Reye syndrome


Also found in: Dictionary, Thesaurus, Encyclopedia, Wikipedia.
Related to Reye syndrome: aspirin, black mass

Reye syn·drome

(),
an acquired encephalopathy of young children that follows an acute febrile illness, usually influenza or varicella infection; characterized by recurrent vomiting, agitation, and lethargy, which may lead to coma with intracranial hypertension; ammonia and serum transaminase levels are elevated; death may result from edema of the brain and resulting cerebral herniation. May be linked to aspirin ingestion.

Reye syndrome

Neurology A potentially fatal condition characterized by acute encephalopathy and fatty degeneration of liver, with a dose-dependent relationship to use of aspirin in children with viral infections–eg, influenza, varicella-zoster Clinical Vomiting, hepatic dysfunction, variable neurologic impairment–irritable and combative behavior, loss of consciousness, stupor, seizures, coma, death, often preceded by viral URIs or varicella Lab ↑ Transaminases, glutamine and ammonia in CSF, hypoglycemia, metabolic acidosis DiffDx Drug & chemicals–Aspirin, other salicylates, acetaminophen, lead, valproic acid, methyl bromide, hydrocarbons, chlordane, ethanol, disulfiram Infectious–viral encephalitis, hepatitis Metabolic–cystic fibrosis, carnitine deficiency, hereditary fructose intolerance, isovaleric acidemia, urea cycle disorders Others–Pancreatic encephalopathy, acute encephalopathy with fatty metamorphosis of the liver due to cold agglutinin autoimmune hemolytic anemia, toxic encephalopathy Treatment None universally accepted. See Lovejoy's classification, Will Rogers phenomenon.

Reye syn·drome

(rī sin'drōm)
An acquired encephalopathy of young children that follows an acute febrile illness, usually influenza or varicella infection; characterized by recurrent vomiting, agitation, and lethargy, which may lead to coma with intracranial hypertension; ammonia and serum transaminases are elevated; death may result from edema of the brain and resulting cerebral herniation. Strongly associated with aspirin therapy.
Synonym(s): hepatic encephalopathy (2) .

Reye,

Ralph Douglas Kenneth, Australian pediatric pathologist, 1912-1978.
Reye syndrome - an acquired encephalopathy of young children that follows an acute febrile illness, usually influenza or varicella infection.
References in periodicals archive ?
The clinical symptoms of the patients infected with NII561-2000-related viruses were gastroenteritis, respiratory symptoms, rash, and flaccid paralysis in addition to Reye syndrome (Table 5), and these disease categories were similar to those of other HPeVs (2,3).
In this study, we isolated a novel HPeV (NII561-2000) from a 1-year-old girl with Reye syndrome and determined the nucleotide sequence.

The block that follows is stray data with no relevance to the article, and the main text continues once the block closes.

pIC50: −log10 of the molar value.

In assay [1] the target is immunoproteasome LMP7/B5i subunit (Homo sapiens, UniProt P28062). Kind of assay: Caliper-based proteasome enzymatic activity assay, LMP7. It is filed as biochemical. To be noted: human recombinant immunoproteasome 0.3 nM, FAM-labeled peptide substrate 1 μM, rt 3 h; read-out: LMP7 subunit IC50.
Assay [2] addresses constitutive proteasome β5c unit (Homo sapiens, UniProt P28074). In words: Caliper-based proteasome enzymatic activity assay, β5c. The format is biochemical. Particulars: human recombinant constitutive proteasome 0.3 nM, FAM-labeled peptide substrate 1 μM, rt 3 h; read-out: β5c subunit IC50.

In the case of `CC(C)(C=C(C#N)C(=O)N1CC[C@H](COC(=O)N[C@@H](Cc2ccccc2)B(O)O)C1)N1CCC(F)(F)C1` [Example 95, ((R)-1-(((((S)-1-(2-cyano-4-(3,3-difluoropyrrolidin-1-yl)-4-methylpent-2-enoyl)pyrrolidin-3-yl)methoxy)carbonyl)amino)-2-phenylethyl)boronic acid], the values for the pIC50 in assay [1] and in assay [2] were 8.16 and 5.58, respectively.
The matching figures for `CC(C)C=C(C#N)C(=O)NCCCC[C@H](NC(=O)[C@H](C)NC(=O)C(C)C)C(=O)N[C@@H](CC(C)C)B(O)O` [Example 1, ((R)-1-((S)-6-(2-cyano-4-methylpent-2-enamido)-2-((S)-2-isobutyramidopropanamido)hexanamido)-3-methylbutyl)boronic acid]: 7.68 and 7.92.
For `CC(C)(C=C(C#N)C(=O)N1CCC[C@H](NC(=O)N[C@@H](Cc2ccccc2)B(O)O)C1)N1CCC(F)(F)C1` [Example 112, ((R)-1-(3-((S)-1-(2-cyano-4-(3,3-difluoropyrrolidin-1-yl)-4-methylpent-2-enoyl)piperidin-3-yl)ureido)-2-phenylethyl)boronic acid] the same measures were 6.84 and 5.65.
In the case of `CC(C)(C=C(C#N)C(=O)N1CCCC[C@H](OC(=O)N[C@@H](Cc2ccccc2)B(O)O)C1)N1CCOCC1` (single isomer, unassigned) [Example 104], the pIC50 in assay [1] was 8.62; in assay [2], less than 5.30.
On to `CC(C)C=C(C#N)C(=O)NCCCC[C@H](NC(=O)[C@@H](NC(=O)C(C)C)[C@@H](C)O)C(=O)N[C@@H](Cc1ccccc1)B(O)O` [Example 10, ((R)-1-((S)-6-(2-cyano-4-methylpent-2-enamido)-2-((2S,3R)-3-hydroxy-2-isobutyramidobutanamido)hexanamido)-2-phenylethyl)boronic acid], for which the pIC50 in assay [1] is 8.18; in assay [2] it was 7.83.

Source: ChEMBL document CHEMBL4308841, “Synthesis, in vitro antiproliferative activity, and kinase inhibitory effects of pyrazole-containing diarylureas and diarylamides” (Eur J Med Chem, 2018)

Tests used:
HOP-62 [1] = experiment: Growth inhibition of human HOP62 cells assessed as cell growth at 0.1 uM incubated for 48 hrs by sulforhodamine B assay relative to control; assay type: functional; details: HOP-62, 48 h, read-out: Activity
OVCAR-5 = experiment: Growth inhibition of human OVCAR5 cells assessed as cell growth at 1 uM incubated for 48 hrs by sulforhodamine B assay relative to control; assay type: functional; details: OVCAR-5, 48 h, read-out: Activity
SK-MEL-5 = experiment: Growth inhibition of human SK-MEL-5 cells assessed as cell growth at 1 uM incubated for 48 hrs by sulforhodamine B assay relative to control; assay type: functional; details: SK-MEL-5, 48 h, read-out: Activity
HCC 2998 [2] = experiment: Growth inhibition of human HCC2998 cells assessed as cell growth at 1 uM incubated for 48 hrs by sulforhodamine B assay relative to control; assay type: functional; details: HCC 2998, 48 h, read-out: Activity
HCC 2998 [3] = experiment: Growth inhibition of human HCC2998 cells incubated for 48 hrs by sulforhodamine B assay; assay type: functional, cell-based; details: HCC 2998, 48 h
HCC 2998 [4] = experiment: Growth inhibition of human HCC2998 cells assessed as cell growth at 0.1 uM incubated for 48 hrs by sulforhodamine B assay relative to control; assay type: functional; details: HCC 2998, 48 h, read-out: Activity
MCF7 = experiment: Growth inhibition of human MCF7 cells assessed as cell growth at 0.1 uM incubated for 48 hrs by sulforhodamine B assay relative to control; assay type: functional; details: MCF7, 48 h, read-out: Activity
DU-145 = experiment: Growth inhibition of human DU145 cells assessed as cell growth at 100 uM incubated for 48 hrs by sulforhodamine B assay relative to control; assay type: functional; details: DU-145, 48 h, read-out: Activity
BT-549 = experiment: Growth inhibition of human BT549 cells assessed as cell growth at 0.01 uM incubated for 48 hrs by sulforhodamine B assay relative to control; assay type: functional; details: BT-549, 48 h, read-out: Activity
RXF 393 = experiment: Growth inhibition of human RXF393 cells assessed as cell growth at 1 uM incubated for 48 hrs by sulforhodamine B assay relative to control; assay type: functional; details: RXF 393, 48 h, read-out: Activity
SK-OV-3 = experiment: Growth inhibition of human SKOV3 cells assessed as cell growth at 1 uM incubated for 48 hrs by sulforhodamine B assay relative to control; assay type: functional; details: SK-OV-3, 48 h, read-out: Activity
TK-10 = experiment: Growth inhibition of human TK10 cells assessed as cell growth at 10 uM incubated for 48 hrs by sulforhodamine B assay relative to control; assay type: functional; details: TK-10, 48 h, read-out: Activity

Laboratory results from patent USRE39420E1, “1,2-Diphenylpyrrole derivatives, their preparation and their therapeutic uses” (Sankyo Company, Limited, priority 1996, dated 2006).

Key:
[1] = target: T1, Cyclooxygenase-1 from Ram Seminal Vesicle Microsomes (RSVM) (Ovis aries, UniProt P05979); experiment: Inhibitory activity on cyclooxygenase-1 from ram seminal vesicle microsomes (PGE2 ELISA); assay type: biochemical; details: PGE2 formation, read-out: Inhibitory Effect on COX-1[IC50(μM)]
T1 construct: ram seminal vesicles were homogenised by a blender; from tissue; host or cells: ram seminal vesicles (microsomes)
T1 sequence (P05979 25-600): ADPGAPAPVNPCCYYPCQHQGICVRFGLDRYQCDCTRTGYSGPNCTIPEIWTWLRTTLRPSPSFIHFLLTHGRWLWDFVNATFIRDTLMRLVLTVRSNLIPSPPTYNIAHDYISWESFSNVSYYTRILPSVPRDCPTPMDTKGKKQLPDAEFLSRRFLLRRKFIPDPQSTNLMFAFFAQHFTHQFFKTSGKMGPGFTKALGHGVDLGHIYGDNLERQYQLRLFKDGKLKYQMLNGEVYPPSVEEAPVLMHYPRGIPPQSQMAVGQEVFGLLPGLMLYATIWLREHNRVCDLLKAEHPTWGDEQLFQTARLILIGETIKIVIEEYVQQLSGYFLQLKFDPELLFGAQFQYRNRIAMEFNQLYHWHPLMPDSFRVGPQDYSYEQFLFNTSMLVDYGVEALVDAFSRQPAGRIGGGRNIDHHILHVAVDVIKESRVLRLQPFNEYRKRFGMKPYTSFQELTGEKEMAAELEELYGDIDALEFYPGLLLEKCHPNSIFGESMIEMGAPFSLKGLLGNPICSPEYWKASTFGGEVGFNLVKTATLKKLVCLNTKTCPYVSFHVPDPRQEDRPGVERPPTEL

The NII561-2000 virus was originally isolated from a patient with Reye syndrome, an acute noninflammatory encephalopathy characterized by an antecedent viral infection, such as influenza or varicella (10-12).
Reye syndrome revisited: a descriptive term covering a group of heterogeneous disorders.
National surveillance for Reye syndrome, 1981: update, Reye syndrome and salicylate usage.
Reye syndrome patients and controls, selected from the same school classroom or neighborhood and matched for age, sex, race, and the occurrence of a similar antecedent illness (respiratory, varicella, or gastrointestinal) within 1 week of that which occurred in the case, were interviewed concerning medications taken between the time of onset of the antecedent illness and either admission to the hospital for Reye syndrome (for cases) or recovery from the illness (for controls).
The recently reported study from Michigan involved 25 patients with Reye syndrome and 44 controls selected in a manner similar to that of the Ohio study, matched for the same criteria, and interviewed 4 to 83 days (mean 6.
Editorial Note: Although the epidemiologic association between Reye syndrome and antecedent viral illnesses is well established, the etiology of this rare disease remains unclear.
The Ohio and Michigan studies reported here and the previously reported smaller study from Arizona (involving 7 cases and 16 controls) are the only controlled studies of the relationship between Reye syndrome and medications taken during the antecedent illness reported since this disease was first described.
These include 1) difficulties in obtaining comparable and accurate medication histories in patients following a significant event (Reye syndrome) when compared to controls who have had a relatively minor illness, and the difficulty of accurate recall of events several weeks later, 2) the possibility that cases had a more severe antecedent illness and/or a pre-encephalopathic illness that included severe vomiting and headaches -- both of which may have predisposed them to take more medications than controls -- and 3) the presumed need to select cases and controls with the same viral infections, including influenza B, influenza A (H1N1), and varicella, since Reye syndrome is thought to be more strongly associated with these infections.
For the 1989 surveillance year-a period characterized by widespread influenza B activity-25 cases of RS were reported by state health departments to CDC's National Reye Syndrome Surveillance System (NRSSS).
National patterns of aspiri n use and Reye syndrome reporting, United States, 1980 to 1985.